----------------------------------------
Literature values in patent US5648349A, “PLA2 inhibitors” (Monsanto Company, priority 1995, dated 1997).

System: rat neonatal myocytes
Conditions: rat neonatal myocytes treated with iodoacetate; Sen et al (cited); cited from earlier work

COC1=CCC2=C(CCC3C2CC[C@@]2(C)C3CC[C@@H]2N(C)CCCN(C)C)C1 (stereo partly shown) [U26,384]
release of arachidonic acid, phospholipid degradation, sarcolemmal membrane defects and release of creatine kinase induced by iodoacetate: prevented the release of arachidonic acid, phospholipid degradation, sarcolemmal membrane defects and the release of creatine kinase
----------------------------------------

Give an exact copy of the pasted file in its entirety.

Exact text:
Literature values in patent US5648349A, “PLA2 inhibitors” (Monsanto Company, priority 1995, dated 1997).

System: rat neonatal myocytes
Conditions: rat neonatal myocytes treated with iodoacetate; Sen et al (cited); cited from earlier work

COC1=CCC2=C(CCC3C2CC[C@@]2(C)C3CC[C@@H]2N(C)CCCN(C)C)C1 (stereo partly shown) [U26,384]
release of arachidonic acid, phospholipid degradation, sarcolemmal membrane defects and release of creatine kinase induced by iodoacetate: prevented the release of arachidonic acid, phospholipid degradation, sarcolemmal membrane defects and the release of creatine kinase